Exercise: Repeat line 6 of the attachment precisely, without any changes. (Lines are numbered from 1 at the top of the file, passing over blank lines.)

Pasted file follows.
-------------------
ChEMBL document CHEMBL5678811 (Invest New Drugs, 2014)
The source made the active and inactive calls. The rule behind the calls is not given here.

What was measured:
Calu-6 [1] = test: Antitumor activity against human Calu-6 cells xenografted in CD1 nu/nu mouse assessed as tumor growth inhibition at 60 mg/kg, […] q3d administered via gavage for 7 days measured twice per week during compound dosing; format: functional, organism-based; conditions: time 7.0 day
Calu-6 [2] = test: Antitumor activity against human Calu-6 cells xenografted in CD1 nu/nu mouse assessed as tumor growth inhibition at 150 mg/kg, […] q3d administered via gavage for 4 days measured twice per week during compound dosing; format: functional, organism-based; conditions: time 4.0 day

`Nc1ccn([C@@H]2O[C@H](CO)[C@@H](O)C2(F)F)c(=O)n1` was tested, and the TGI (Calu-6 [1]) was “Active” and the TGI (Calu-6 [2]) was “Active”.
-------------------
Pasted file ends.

`Nc1ccn([C@@H]2O[C@H](CO)[C@@H](O)C2(F)F)c(=O)n1` was tested, and the TGI (Calu-6 [1]) was “Active” and the TGI (Calu-6 [2]) was “Active”.